When visiting Korea you will probably spend some of your time in Seoul. It is a bright and colourful city full of culture with a wide variety of things to see and do which should suit most tastes. I know that the cities markets are on my list of places to visit. Dongdaemun Market is a combination of both traditional markets and more commercial shopping centres and is open 24 hours a day. Insa-dong is a more traditional market and as such is a great place to sample traditional foods and crafts. I believe that Sunday is the best day of the week to visit as there is lots of free Street Entertainment going on.
If you have a head for heights then a visit to the N Seoul Tower is a must. From here there are fabulous views of the city especially at night time if you like city lights. This is also a popular spot for romantic couples and perhaps you could say that it is Seoul’s answer to the Eifel Tower. I have a friend who met the love of his life in Seoul I wonder if they came here?
When I get the chance to visit Korea I’m hoping to get to see the city from a much more different view as I have a friend who lives there. She doesn’t know it yet but I’m hoping that she will show me some of the sites and traditions that you will not see on official tours.
If Seoul is too big and busy for you there are other cities well worth a visit.
Busan is Korea’s second largest city. Like Seoul it is a busy city but on a slightly smaller scale. From here you can access the mountains where there is a range of hiking options to suit all levels of hikers. The mountains are a must for all nature lovers with the stunning landscape and range of Wildlife and you may even be lucky enough to see an Asian Black Bear.
If you like fish then a trip to the fish markets is recommended. I’m sure that you can also find a variety of fish dishes on most menus. When visiting another country I like to immerse myself in the local culture as much as possible and when it comes to food I find that the local markets are the best place to find local more traditional dishes that you may not find in restaurants.
Jeju Island lies off the Southern tip of the country. There is a range of activities to suit a variety of tastes. Watching the sun rise from the peak of Seongsan Ilchul-bong is definitely on my list of things to do with another being the Olle Trails. This is a network of trails that crisscross the island through farms and countryside giving a true insight to rural living and culture.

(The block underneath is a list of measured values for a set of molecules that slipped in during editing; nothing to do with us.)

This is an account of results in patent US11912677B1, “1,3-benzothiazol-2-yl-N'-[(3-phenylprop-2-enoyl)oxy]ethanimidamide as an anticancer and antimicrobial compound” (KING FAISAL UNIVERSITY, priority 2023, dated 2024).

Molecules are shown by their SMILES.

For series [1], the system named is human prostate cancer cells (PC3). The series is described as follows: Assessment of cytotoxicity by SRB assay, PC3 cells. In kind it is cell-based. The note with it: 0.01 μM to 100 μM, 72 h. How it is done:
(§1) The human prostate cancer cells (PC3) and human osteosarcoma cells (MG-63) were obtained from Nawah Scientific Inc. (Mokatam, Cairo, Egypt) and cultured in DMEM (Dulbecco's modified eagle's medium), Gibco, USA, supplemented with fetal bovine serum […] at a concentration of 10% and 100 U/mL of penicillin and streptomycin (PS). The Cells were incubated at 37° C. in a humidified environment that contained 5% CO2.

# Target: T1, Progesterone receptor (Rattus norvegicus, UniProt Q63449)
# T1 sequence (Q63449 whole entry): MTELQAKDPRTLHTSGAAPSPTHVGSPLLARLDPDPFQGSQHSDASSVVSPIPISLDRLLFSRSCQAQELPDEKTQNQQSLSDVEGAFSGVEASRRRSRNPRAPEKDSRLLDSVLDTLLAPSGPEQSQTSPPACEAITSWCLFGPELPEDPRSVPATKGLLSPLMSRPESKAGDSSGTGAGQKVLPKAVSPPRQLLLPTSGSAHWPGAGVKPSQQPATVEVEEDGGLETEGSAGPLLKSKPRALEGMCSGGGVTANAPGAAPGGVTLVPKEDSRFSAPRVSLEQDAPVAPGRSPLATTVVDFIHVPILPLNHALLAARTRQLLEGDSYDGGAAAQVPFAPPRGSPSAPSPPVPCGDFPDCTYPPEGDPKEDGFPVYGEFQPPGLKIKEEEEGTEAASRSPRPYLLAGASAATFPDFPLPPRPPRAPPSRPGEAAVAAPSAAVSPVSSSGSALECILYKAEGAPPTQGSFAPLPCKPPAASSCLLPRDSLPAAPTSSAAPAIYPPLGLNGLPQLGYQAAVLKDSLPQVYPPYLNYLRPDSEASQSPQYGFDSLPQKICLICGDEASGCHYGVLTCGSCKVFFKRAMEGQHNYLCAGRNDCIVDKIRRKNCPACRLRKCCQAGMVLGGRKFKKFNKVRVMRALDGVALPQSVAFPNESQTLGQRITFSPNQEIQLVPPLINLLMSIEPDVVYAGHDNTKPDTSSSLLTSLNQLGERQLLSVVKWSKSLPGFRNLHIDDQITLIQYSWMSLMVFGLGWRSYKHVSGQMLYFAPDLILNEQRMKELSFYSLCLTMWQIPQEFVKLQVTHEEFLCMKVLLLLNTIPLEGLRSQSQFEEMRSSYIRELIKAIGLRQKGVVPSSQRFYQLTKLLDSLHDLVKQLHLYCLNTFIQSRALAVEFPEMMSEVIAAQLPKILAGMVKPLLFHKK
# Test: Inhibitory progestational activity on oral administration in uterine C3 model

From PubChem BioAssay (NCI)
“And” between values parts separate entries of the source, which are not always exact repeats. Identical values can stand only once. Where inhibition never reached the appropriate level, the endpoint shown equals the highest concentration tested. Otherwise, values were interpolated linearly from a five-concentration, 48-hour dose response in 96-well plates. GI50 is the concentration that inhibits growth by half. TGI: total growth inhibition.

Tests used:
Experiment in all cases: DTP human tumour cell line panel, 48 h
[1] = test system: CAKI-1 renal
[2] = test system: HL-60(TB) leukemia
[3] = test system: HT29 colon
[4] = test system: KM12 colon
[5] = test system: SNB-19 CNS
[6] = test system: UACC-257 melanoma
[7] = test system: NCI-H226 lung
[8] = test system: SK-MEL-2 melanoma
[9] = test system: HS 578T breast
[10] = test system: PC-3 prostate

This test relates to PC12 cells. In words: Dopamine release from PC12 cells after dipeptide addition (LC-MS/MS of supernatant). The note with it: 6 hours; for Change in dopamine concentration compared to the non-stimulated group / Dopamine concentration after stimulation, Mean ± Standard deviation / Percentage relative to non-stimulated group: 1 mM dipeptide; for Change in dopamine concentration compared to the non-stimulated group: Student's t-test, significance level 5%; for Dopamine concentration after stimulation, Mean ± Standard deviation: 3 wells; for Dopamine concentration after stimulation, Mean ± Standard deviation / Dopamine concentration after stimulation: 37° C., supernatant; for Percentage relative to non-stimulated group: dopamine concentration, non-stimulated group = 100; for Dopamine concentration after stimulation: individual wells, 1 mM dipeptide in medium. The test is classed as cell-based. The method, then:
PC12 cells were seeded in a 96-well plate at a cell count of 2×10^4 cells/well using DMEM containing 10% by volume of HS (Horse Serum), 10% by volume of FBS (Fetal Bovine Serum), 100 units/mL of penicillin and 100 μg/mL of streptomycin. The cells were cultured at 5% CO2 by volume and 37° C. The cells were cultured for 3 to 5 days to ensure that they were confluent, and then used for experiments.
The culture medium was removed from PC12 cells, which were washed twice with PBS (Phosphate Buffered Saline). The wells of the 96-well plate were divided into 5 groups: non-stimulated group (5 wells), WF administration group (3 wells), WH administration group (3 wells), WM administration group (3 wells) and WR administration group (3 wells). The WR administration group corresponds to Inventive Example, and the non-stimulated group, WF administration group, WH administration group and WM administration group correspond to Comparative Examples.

When it comes to Korean food it probably depends on what part of the world you are in as to how familiar you are with the food. When I was in Australia there was a wide variety of international food options but here in Ireland not so much especially in the part of Ireland where I live. We have an Italian chippers run by a family from Romania and a Chinese take away run by both Chinese and Irish people. Apart from that we have the hotel and a cafe which do more common dishes that you will find anywhere in Ireland. However Kimchi and Bibimbap are two dishes that you have probably heard of even if you haven’t tried them. Apart from the fact that I couldn’t get the ingredients for them I wanted to try something a bit different. I also like hot spicy food so when I came across Dakdoritang I had to try it. When I told my friend Su that I was going to make it she warned me that it may be a bit to hot for me and suggested Japchae which sounds delicious but of course yet again I couldn’t source all the ingredients.
Making Dakdoritang was relatively easy. The aroma around the house while it was cooking was incredible and I couldn’t wait to try it. Eating it was an experience I thoroughly enjoyed not just because of the taste but also the entertainment value watching my daughter in laws reaction to it. I like spicy food but it even made my eyes water.
INGREDIENTS (serves 2)
250g chicken (I used fillets diced but pieces are better)
30ml soy sauce
2 tablespoons each of minced garlic, hot pepper paste and hot pepper flakes
1/2 tablespoon sugar
1 large onion cut into chunks
4-5 medium potatoes peeled and cut into chunks
1 green chilli
2 spring onions
Combine Soy Sauce, minced garlic, hot pepper paste and flakes, sugar and water in a bowl. Add diced chicken and leave to stand for at least 2 hours but preferably overnight. Remove chicken from sauce and cook on a medium to high heat along with the onion until browned slightly on each side. Add the sauce and cook on a low heat for 15-2o minutes. Add the potato chunks and cook for a further 20 minutes or until the potatoes are cooked through. Make sure that the sauce is not soaked up too much by the potatoes or does not evaporate off. (I made the mistake of adding extra potatoes to counteract the hot chillies which meant I had too little sauce). Adding extra water is not recommended as it will affect the overall flavour. Lastly add the chopped green chilli and spring onions and turn off the heat. They will cook in the heat of the dish. If you are not used to hot food then serve with a glass (or jug) of cold water to drink. Enjoy!
Join me next time for Chile night.